GFA BASIC TIPS & TRICKS by Richard Karsmakers
Originally published in ST NEWS Volume 1 Issue 6, launched on
November 15th 1986.
Most people already know about the new GfA Basic that's been
finished recently: Version 2.0. It contains over 30 extra
commands, which will be discussed in a seperate article in the
next issue of ST NEWS. To obtain the newest version, you'll have
to do the following (in Germany): 1) Send the original GfA Basic
(old version) to: GfA Systemtechnik GmbH, Heerdter Sandberg 30, D-
4000 Düsseldorf 11 (telephone 0211/588011) 2) Enclose your
registration card (if you haven's sent it to them already) 3)
Enclose an envelope for the way back (C-5 size, with air bubbles,
with DM 2,50 stamps on it) 4) Enclose DM 20,- cash (this is to
cover for all kinds of costs, including the 36 pages manual
I promised to have a chat about SETTIME, SPRITE, UPPER$, PSAVE and
GET/PUT this time, so I'll start right away.
The SETTIME command has the following syntax:
This command is really very simple to use. You'll just have to
make sure that all data is entered with two digits. So the first
of Januari 1987 would be "01.01.1987". The time is also given in
two digits each, with which you have to watch out for PM or AM
times. So 9 o' clock in the morning would be "09:00:00", "09:00"
or "0900", whereas the '09' should be replaced by '21' if you mean
9 o' clock in the evening. Note: when you enter the time, the ':'
and even the seconds can be left away, whereas the date has to be
entered with '.' as seperation. When you enter a faulty date or
time, they aren't changed.
Now, let's go on to the SPRITE command (for which I bet you've
been waiting all the time!). In the previous issue of ST NEWS we
published a program called "Pattern Editor", from which you might
have guessed a bit about the SPRITE command already. The format is
'A$' can be another string expression if you want to, of course.
If you enter SPRITE A$, the sprite will be removed from the
screen, whereas entering e.g. SPRITE A$,100,100 will put your
sprite on x-and y-position 100 and 100. The action point of the
sprite will then be located at those exact coördinates.
The 'A$' is built up like this:
A$=MKI$(x-coördinate of the action point)
+MKI$(y-coördinate of the action point)
+MKI$(0) If this value is 0, the sprite will be displayed
normally, if it is 1 it will be displayed XORed
+MKI$(mask color) this will be 0 most of the time
+MKI$(sprite color) this will be 1 most of the time
+PAT$ (this is the bit pattern of the mask and the sprite)
The complete 'A$' can be made with the help of the Pattern Editor
we published in the previous issue of ST NEWS.
Now, let's go on with the UPPER$ function. Actually, this function
will not be used very often by most programmers, but it can be
very useful in certain routines.
The format is:
This function converts all the alpha-characters of a string to
capitals, including occasional 'umlauts' (in German). All non-
alpha-characters will be left unchanged.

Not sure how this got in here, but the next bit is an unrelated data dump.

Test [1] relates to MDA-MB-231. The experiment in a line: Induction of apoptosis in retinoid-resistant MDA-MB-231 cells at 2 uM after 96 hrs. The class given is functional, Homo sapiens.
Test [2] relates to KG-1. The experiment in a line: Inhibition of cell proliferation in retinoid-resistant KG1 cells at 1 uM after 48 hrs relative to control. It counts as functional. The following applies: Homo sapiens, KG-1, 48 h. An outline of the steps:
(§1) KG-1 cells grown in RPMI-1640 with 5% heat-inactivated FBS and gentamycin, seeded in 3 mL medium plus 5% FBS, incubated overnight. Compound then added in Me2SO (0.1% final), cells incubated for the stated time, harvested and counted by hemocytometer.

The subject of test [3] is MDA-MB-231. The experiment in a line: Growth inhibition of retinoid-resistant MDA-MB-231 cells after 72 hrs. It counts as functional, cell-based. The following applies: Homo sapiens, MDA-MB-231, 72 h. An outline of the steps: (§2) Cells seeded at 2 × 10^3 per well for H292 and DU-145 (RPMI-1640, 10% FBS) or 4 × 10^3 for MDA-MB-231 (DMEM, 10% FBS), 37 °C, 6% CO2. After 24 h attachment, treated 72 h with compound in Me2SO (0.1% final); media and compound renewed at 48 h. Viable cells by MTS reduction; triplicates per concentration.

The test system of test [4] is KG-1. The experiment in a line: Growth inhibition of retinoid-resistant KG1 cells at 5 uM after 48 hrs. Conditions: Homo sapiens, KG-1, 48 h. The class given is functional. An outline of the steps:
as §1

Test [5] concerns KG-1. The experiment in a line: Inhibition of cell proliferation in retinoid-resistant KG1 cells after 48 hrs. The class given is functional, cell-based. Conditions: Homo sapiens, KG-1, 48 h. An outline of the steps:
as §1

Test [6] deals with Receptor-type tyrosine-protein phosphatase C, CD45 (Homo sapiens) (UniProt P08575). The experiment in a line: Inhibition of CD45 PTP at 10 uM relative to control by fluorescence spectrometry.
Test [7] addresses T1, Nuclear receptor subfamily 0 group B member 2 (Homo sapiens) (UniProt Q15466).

Examples: "abcde" will be turned into "ABCDE"
"4574hf" will be turned into "4574HF"
Two other GfA Basic commands, GET and PUT will be talked about at
once. These can be very useful in drawing programs, as they can
'cut' pieces from screen memory and put them somewhere else in
screen memory (as you will be able to read in the next issue of ST
NEWS, these commands will also be added in a special version - to
move pieces of normal memory quickly - in the new version of GfA
Basic). Their formats are:
With the GET command, x0 and y0 comprise the upper lefthand
coördinates of the box that has to be put into A$ (here, again, A$
can be any other string expression), whereas x1 and y1 are the
coördinates of the lower righthand point of the box to be stored.
Once A$ is GET, you can later use the PUT command to put A$ back
on the screen again, on any spot you wish, where x0 and y0 are the
coördinates of the upper lefthand point where the box will be put.
Of course, the other coördinates will not have to be specified,
since the size of the box was already defined using GET. The PUT
command also enables the user to specify an optional parameter
('mode'). This parameter determines the mode in which the box is
put on screen. The values can range from 0 to 15:
(S is the string, I is the image that was there before)
1 S and I
2 S and (not I)
3 S (overwrite)
4 (not S) and I
5 I (do nothing)
6 S xor I
7 S or I
8 not (S or I)
9 not (S xor I)
10 not I (invert)
11 S or (not I)
12 not S (reverse overwrite)
13 (not S) or I
14 not (S and I)
Next time, I'll talk about the new GfA Basic commands in GfA Basic
V2.0, but here's already a sneak preview:
The run-only interpreter of the new version has been changed as
well. It is now possible to execute the run-only interpreter,
after which it will immediately load the actual GfA Basic program.
This way, you could call the Run-only interpreter "YOURFILE.PRG",
and the GfA Basic file "YOURFILE.RSC". This tends to look very
Make sure to have a backup of the run-only interpreter before you
enter this small program:
That's all. Thanks to Pim Coenradie (who received the new user
manual before I did) for telling me this; he also used it in his
program "Simple Draw".
The text of the articles is identical to the originals like they appeared in old ST NEWS issues. Please take into consideration that the author(s) was (were) a lot younger and less responsible back then. So bad jokes, bad English, youthful arrogance, insults, bravura, over-crediting and tastelessness should be taken with at least a grain of salt. Any contact and/or payment information, as well as deadlines/release dates of any kind should be regarded as outdated. Due to the fact that these pages are not actually contained in an Atari executable here, references to scroll texts, featured demo screens and hidden articles may also be irrelevant.